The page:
Leveraging WebApplicationFactory with .NET Core Minimal APIs

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What are Minimal APIs?

Without getting too much into the weeds, the new .NET Core minimal APIs provide a succinct way to define your API using reduced files, dependencies, and boilerplate. To learn more about them, check out the Minimal APIs Overview on Microsoft's documentation website or explore the tutorial for a more hands-on approach. Love them or hate them, the minimal APIs are now the default when using dotnet new. Consequently, I'd encourage you to learn and engage with them-- you're likely to encounter them in the future.

The Concern

Notably, minimal APIs don't require an explicit Program class declaration nor a Startup. For those familiar with WebApplicationFactory, you'll remember that it takes a generic type argument TEntryPoint. In most cases I've seen, the type used for the entry point is either Startup or Program. Does that mean WebApplicationFactory is busted? Fear not. Today, we'll explore two options I'm aware of for testing your Minimal API.

InternalsVisibleTo As a Means to See Program

Under the hood, Program is generated implicitly with internal accessibility. Knowing this, a simple workaround for making a Program type accessible to your WebApplicationFactory is simply by adding an InternalsVisibleTo tag to your service's csproj file. Your csproj might look like the following:

<Project Sdk="Microsoft.NET.Sdk.Web">

        <InternalsVisibleTo Include="Farmer.Codes.MinimalApis.WebApplicationFactoryDemo.InternalsVisibleToTests" />


And your WebApplicationFactory<TEntry> might look like:

using Microsoft.AspNetCore.Mvc.Testing;

namespace Farmer.Codes.MinimalApis.WebApplicationFactoryDemo.InternalsVisibleToTests;

internal class TestApplication : WebApplicationFactory<Program>
    // You'd override methods as appropriate for your test needs here.


This solution is referenced by the Microsoft documentation (see the tutorial link above), so it's reasonable to consider it an acceptable solution. However, exposing internals to your assembly might not be desirable for whatever reason. Your testing philosophy might be such that you should only be testing public contracts and one could argue whether or not this violates that. I'll avoid making a judgement call in this post.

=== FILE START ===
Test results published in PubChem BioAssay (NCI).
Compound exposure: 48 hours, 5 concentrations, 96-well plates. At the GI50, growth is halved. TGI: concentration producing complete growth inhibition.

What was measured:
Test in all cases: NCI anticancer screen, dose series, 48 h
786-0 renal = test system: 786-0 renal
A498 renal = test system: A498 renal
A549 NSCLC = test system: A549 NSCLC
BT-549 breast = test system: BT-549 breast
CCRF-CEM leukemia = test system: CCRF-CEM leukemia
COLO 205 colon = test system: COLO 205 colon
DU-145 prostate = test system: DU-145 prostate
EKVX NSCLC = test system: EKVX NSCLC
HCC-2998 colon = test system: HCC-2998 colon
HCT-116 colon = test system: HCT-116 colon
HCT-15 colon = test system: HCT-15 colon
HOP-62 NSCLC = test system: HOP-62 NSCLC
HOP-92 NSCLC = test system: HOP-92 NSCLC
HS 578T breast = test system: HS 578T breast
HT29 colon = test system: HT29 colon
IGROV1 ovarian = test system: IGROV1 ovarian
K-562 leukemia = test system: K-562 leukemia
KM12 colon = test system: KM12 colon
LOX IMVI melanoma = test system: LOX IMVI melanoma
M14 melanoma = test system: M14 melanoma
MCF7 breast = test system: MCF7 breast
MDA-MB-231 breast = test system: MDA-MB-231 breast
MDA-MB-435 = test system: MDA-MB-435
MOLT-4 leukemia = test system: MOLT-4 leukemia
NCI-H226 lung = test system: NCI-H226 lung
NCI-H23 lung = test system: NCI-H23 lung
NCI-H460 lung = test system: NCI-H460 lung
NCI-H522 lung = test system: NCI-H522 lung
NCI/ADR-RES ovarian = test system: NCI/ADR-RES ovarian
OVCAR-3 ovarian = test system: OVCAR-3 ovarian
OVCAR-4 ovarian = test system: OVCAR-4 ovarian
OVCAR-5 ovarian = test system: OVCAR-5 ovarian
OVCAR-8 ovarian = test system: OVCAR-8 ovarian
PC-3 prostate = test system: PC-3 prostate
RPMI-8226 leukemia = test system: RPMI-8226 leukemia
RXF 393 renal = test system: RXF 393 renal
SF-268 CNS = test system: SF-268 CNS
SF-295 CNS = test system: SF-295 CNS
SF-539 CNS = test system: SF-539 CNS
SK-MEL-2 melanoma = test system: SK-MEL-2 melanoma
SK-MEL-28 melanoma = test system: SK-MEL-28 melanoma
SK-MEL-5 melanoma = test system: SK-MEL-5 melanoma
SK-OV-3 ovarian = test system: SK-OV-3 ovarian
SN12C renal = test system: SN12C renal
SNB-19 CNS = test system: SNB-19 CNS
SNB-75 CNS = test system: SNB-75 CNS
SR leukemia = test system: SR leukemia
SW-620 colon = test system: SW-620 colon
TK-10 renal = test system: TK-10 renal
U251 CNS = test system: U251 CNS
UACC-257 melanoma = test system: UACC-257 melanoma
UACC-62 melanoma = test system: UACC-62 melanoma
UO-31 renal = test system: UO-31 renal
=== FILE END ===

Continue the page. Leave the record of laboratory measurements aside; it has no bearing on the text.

Using an Alternative Class as a Proxy to your Assembly

Despite the common practice of using either Startup or Program as the TEntryPoint argument in your application, it's not at all necessary to be one of those. In fact, Microsoft's documentation states:

The WebApplicationFactory<TEntryPoint> will find the entry point class of TEntryPoint assembly and initialize the application by calling IWebHostBuilder CreateWebHostBuilder(string [] args) on TEntryPoint.

This constructor will infer the application content root path by searching for a WebApplicationFactoryContentRootAttribute on the assembly containing the functional tests with a key equal to the TEntryPoint assembly FullName. In case an attribute with the right key can't be found, WebApplicationFactory<TEntryPoint> will fall back to searching for a solution file (*.sln) and then appending TEntryPoint assembly name to the solution directory. The application root directory will be used to discover views and content files.

The application assemblies will be loaded from the dependency context of the assembly containing TEntryPoint. This means that project dependencies of the assembly containing TEntryPoint will be loaded as application assemblies.

What this means in practice is that we can actually specify a TEntryPoint that is just a class belonging to the same assembly. For instance, you could create an empty AssemblyHint class in the service project or reference another class present.

Your AssemblyHint implementation might look like:

namespace Farmer.Codes.MinimalApis.WebApplicationFactoryDemo;

/// <summary>
/// This class is used as a hint to WebApplicationFactory{TEntryPoint}.
/// </summary>
public class AssemblyHint

Your WebApplicationFactory<TEntry> might look like this:

using Microsoft.AspNetCore.Mvc.Testing;

namespace Farmer.Codes.MinimalApis.WebApplicationFactoryDemo.AssemblyHintTests;

public class TestApplication : WebApplicationFactory<AssemblyHint>
    // You'd override methods as appropriate for your test needs here.

An example of using an existing class can be seen on Scott Hansleman's blog, where he casually demonstrates this same behavior explained above.


At the end of the day, both methods achieve the same thing. While I don't yet regularly take advantage of the minimal APIs, if I were to I think I'd take the second approach as I prefer the explicitness as well as avoiding unnecessarily exposing internal classes. Ultimately, you should choose the path you think best fits with your team, workflow, etc.

You can take a look at the full code from this post on GitHub.

© 2021-2022 Austin Farmer